Search Results

Search using the field above
Back to top
Loading previous position
Scroll to previous position
Galit Eilat
Keith Haring Fellow, 2017-18
Galit Eilat

Galit Eilat founded, and directed from 2001 to 2010, the Israeli Center for Digital Arts in Holon, which under her leadership became one of the pre-eminent sites for genuine collaborations between Israeli and Palestinian artists, as well as with art organizations from the Near East, former Eastern European bloc and the Balkans. In 2004, she co founded Maarav, an online arts and culture magazine, which she went on to edit until 2010. She was part of the team that developed a series of traveling seminars entitled ‘Liminal Spaces’ (2006-2009), which aspired primarily to establish an absent but essential platform for joint work, action, and dialogue between the Israeli and Palestinian art communities.

Between 2010 and 2013 she collaborated with the Van Abbemuseum on several projects, including Play VanAbbe, Picasso in Palestine, and the collection presentation. She served as artistic director of the Akademie der Künste der Welt, in Cologne, from (2012-13). She has curated and co curated many exhibitions, including the Polish Pavilion in Venice Biennale (2011), 32nd October Salon, Belgrade (2011), She was a member of the 31st Sao Paulo Bienal curatorial team between 2013-2015, and involved in projects from Kosovo, Ljubljana, Turkey, Poland, and elsewhere. She has taught and lectured in a range of universities, museums, and galleries, and has written extensively about art and politics.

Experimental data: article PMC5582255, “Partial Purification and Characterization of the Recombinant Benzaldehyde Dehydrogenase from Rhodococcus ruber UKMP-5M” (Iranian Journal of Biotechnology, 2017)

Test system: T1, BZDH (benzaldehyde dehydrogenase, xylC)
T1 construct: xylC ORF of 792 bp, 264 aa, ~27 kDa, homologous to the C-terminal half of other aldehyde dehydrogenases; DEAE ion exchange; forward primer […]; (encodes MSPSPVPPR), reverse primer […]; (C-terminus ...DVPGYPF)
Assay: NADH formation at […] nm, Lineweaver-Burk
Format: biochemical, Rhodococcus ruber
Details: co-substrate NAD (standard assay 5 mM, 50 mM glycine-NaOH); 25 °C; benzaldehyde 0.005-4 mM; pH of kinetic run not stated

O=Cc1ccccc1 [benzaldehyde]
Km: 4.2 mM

In Eilat’s words, her work “creates conditions to untangle knowledge through collective encounters and experiences, ” part of a search for ways to “challenge the status quo in order to open a space to perceive the new, the unfamiliar, and possibilities for courageous actions in time.”

While at Bard, Eilat pursued the current phase of her research titled “Syndrome of the Present,” investigating sovereignty, present conflicts, and eschatological movements through the 17th century myth of Westphalia. Her seminars in Human Rights and Curatorial Studies also pursued this line of inquiry.